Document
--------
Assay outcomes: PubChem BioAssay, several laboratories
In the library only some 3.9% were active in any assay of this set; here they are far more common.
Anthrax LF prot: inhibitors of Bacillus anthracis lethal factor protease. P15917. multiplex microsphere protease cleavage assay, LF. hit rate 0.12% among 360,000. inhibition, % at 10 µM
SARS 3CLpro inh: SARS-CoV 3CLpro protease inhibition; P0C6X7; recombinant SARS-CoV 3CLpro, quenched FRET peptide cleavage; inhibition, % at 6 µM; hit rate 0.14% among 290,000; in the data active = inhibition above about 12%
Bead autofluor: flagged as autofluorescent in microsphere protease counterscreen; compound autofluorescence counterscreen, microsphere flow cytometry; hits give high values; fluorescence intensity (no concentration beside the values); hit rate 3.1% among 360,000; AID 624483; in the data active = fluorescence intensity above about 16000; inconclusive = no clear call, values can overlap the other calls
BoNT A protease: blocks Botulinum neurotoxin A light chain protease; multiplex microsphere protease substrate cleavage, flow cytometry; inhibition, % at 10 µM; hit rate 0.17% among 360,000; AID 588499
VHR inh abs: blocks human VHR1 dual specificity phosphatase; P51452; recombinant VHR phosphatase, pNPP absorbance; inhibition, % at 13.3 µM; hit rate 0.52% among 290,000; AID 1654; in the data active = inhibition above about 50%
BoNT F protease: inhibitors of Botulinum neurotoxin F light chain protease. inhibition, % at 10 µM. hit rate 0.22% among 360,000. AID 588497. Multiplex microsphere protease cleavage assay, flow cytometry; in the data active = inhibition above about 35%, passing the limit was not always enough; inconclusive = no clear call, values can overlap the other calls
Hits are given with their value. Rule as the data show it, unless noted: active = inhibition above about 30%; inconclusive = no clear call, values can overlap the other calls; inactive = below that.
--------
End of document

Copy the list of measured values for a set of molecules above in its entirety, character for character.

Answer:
Assay outcomes: PubChem BioAssay, several laboratories
In the library only some 3.9% were active in any assay of this set; here they are far more common.
Anthrax LF prot: inhibitors of Bacillus anthracis lethal factor protease. P15917. multiplex microsphere protease cleavage assay, LF. hit rate 0.12% among 360,000. inhibition, % at 10 µM
SARS 3CLpro inh: SARS-CoV 3CLpro protease inhibition; P0C6X7; recombinant SARS-CoV 3CLpro, quenched FRET peptide cleavage; inhibition, % at 6 µM; hit rate 0.14% among 290,000; in the data active = inhibition above about 12%
Bead autofluor: flagged as autofluorescent in microsphere protease counterscreen; compound autofluorescence counterscreen, microsphere flow cytometry; hits give high values; fluorescence intensity (no concentration beside the values); hit rate 3.1% among 360,000; AID 624483; in the data active = fluorescence intensity above about 16000; inconclusive = no clear call, values can overlap the other calls
BoNT A protease: blocks Botulinum neurotoxin A light chain protease; multiplex microsphere protease substrate cleavage, flow cytometry; inhibition, % at 10 µM; hit rate 0.17% among 360,000; AID 588499
VHR inh abs: blocks human VHR1 dual specificity phosphatase; P51452; recombinant VHR phosphatase, pNPP absorbance; inhibition, % at 13.3 µM; hit rate 0.52% among 290,000; AID 1654; in the data active = inhibition above about 50%
BoNT F protease: inhibitors of Botulinum neurotoxin F light chain protease. inhibition, % at 10 µM. hit rate 0.22% among 360,000. AID 588497. Multiplex microsphere protease cleavage assay, flow cytometry; in the data active = inhibition above about 35%, passing the limit was not always enough; inconclusive = no clear call, values can overlap the other calls
Hits are given with their value. Rule as the data show it, unless noted: active = inhibition above about 30%; inconclusive = no clear call, values can overlap the other calls; inactive = below that.